Republic Day Weekend happened and all people went on about was Obama coming to town, and fleeing Delhi for the Jaipur Literature Festival. Unfortunately many of us either didn’t have secret meetings with Namo and Obama, or we were busy working, or we simply just didn’t book tickets ahead of time for Jaipur. But hey, Jaipur isn’t the only place to experience some amazing Indian literary offerings. Here I present the top 5 literary festivals across India to mark on your calendar for the upcoming year.
Jaipur Literature Festival
An annual literature festival held in the month of January at the exquisite Diggi Palace in Jaipur. This festival, which first began in 2006 with around 30 writers and around a 100 people in attendance, is today the biggest free literary festival on the planet. Noble Laureates, Booker Prize winners, Pulitzer Prize winners and more are some of the type of people you can meet here. Each year, there are interesting sessions held around contemporary topics. There also some brilliant live musical performances. The numbers of attendees keeps on growing, and it’s no surprise when the festival can also offer speakers such as Salam Rushdie, Pico Iyer, Orhan Pamuk, Amartya Sen and many more. The 2016’s line-up includes the likes of Stephen Fry and Margaret Atwood.
Apeejay Kolkata Literature Festival
One of India’s biggest literature festivals, the Apeejay Kolkata Literature Festival will be in its sixth year in 2016. It’s a very famous festival showcasing the best of Kolkata, and alongside eminent speakers, journalists, musicians and artists, the festival also organizes workshops for budding writers and brilliant traditional dance performances. It is the first literature festival of the year and begins early in January. If you happen to be in Kolkata, do visit to enjoy some interesting conversations and enthralling music and art performances. Past speakers include former UN Under Secretary Shashi Tharoor, historian Ramchandra Guha.
Hyderabad Literary Festival
The Hyderabad Literary Festival , held in January, is famous throughout the country. The festival schedule includes conversations with authors, reading, panel discussion, workshop and book launches as well as cultural programmes –all for free. Each year, they invite a foreign nation to attend and showcase its literature and culture. In 2015, it was Poland. The festival also picks one regional language each year and promotes it, Urdu was the language chosen in 2015. Past speakers include Arun Shourie, Alexandra Buchler, Jan Zabeil and many more.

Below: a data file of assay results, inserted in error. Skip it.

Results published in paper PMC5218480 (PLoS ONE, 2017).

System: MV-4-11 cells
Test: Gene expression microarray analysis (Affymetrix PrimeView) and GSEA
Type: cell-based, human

Tata Literature Live
Tata Literature Live is held annually in the first week of November at the National Centre of Performing Arts, Mumbai. This literature festival has grown to become India’s finest festivals, with over 120 speakers attending the four day event and debating emerging trends and issues, new forms of literature and writing, old authors and epics. It’s a real thrill. Past speakers include Ashwin Sanghi, Devduut Patnaik, Gurucharan Das, Martin Moran, Nicholas Johnson, Thomas Friedman and many more.
Times Literary Carnival
The brainchild of journalists Bachi Karkaria and Namita Devidayal, the Times Literary Carnival has blossomed into one of the best literary festivals in India. A three-day event, India’s best speakers and writers descend here every December. Held at Mehboob Studios, this festival has the best of Mumbai meeting together for superb conversation and debates and is awaited eagerly by many Mumbaikars. You can expect to bump into a few Bollywood stars or top businessmen here without the fuss and security.
A mention may be made that,
More often, writers and other participants who form the key ingredients of this lit fest boom seem to be playing a game of musical chairs given the number of fests they are invited to across India.
Urvashi Butalia, author and publisher says, “The crowd at most lit fests even if not always literary is an engaged and curious crowd, and if that interest brings them closer to books, then I think that’s enough reason for us to be there. It’s also really useful to meet actual or potential readers and listen to them, which is what we tend to do a lot of at lit fests.”
India’s mushrooming lit fests are, of course, about books and writers and ideas and thoughts. But what they really are, are culture camps, for the ‘cultured’ as well as for those who want to wear some of that literary pixels dust.